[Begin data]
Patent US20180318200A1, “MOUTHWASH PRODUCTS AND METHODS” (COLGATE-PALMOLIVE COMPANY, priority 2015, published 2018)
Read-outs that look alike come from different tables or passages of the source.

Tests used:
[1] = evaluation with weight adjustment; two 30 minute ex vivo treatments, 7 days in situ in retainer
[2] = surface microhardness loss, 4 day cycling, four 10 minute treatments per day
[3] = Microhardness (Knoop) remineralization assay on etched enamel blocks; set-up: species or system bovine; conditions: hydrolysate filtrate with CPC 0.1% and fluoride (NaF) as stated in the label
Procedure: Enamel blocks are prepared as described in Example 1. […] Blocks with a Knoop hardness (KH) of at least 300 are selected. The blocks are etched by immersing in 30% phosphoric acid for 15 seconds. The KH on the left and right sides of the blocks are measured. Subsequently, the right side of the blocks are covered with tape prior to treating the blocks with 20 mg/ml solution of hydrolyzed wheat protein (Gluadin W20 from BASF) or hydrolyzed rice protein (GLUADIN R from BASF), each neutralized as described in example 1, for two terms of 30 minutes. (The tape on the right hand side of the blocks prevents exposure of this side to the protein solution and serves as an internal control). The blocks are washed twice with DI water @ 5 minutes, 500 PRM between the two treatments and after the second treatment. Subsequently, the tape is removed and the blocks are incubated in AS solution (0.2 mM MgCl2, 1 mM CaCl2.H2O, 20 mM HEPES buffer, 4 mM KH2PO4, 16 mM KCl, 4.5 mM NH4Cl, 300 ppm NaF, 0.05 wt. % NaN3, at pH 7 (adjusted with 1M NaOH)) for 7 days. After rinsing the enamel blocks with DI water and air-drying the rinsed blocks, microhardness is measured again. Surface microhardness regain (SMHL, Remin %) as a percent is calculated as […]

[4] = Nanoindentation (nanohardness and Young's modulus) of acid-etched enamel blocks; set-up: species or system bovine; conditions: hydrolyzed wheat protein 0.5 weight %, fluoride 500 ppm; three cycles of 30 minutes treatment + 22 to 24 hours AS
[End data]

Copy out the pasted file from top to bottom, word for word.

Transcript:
Patent US20180318200A1, “MOUTHWASH PRODUCTS AND METHODS” (COLGATE-PALMOLIVE COMPANY, priority 2015, published 2018)
Read-outs that look alike come from different tables or passages of the source.

Tests used:
[1] = evaluation with weight adjustment; two 30 minute ex vivo treatments, 7 days in situ in retainer
[2] = surface microhardness loss, 4 day cycling, four 10 minute treatments per day
[3] = Microhardness (Knoop) remineralization assay on etched enamel blocks; set-up: species or system bovine; conditions: hydrolysate filtrate with CPC 0.1% and fluoride (NaF) as stated in the label
Procedure: Enamel blocks are prepared as described in Example 1. […] Blocks with a Knoop hardness (KH) of at least 300 are selected. The blocks are etched by immersing in 30% phosphoric acid for 15 seconds. The KH on the left and right sides of the blocks are measured. Subsequently, the right side of the blocks are covered with tape prior to treating the blocks with 20 mg/ml solution of hydrolyzed wheat protein (Gluadin W20 from BASF) or hydrolyzed rice protein (GLUADIN R from BASF), each neutralized as described in example 1, for two terms of 30 minutes. (The tape on the right hand side of the blocks prevents exposure of this side to the protein solution and serves as an internal control). The blocks are washed twice with DI water @ 5 minutes, 500 PRM between the two treatments and after the second treatment. Subsequently, the tape is removed and the blocks are incubated in AS solution (0.2 mM MgCl2, 1 mM CaCl2.H2O, 20 mM HEPES buffer, 4 mM KH2PO4, 16 mM KCl, 4.5 mM NH4Cl, 300 ppm NaF, 0.05 wt. % NaN3, at pH 7 (adjusted with 1M NaOH)) for 7 days. After rinsing the enamel blocks with DI water and air-drying the rinsed blocks, microhardness is measured again. Surface microhardness regain (SMHL, Remin %) as a percent is calculated as […]

[4] = Nanoindentation (nanohardness and Young's modulus) of acid-etched enamel blocks; set-up: species or system bovine; conditions: hydrolyzed wheat protein 0.5 weight %, fluoride 500 ppm; three cycles of 30 minutes treatment + 22 to 24 hours AS